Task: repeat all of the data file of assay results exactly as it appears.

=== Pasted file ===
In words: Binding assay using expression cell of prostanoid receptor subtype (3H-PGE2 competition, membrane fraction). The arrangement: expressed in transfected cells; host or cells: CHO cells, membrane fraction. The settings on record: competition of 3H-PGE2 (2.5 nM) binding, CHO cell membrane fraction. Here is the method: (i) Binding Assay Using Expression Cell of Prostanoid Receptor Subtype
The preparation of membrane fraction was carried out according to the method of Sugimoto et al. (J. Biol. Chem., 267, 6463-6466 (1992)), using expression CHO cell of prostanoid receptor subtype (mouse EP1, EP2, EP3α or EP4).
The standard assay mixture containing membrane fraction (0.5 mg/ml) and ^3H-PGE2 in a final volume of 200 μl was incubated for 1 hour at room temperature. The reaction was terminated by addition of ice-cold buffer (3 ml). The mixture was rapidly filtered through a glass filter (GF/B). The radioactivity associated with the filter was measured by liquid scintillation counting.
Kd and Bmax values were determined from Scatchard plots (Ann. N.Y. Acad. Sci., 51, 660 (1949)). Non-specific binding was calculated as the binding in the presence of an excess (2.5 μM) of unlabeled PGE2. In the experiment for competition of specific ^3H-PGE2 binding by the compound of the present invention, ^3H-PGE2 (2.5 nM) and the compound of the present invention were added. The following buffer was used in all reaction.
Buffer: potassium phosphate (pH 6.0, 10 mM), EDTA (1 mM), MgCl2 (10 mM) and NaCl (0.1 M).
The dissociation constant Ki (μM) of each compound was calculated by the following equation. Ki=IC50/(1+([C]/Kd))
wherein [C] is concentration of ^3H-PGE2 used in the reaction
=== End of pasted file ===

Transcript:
In words: Binding assay using expression cell of prostanoid receptor subtype (3H-PGE2 competition, membrane fraction). The arrangement: expressed in transfected cells; host or cells: CHO cells, membrane fraction. The settings on record: competition of 3H-PGE2 (2.5 nM) binding, CHO cell membrane fraction. Here is the method: (i) Binding Assay Using Expression Cell of Prostanoid Receptor Subtype
The preparation of membrane fraction was carried out according to the method of Sugimoto et al. (J. Biol. Chem., 267, 6463-6466 (1992)), using expression CHO cell of prostanoid receptor subtype (mouse EP1, EP2, EP3α or EP4).
The standard assay mixture containing membrane fraction (0.5 mg/ml) and ^3H-PGE2 in a final volume of 200 μl was incubated for 1 hour at room temperature. The reaction was terminated by addition of ice-cold buffer (3 ml). The mixture was rapidly filtered through a glass filter (GF/B). The radioactivity associated with the filter was measured by liquid scintillation counting.
Kd and Bmax values were determined from Scatchard plots (Ann. N.Y. Acad. Sci., 51, 660 (1949)). Non-specific binding was calculated as the binding in the presence of an excess (2.5 μM) of unlabeled PGE2. In the experiment for competition of specific ^3H-PGE2 binding by the compound of the present invention, ^3H-PGE2 (2.5 nM) and the compound of the present invention were added. The following buffer was used in all reaction.
Buffer: potassium phosphate (pH 6.0, 10 mM), EDTA (1 mM), MgCl2 (10 mM) and NaCl (0.1 M).
The dissociation constant Ki (μM) of each compound was calculated by the following equation. Ki=IC50/(1+([C]/Kd))
wherein [C] is concentration of ^3H-PGE2 used in the reaction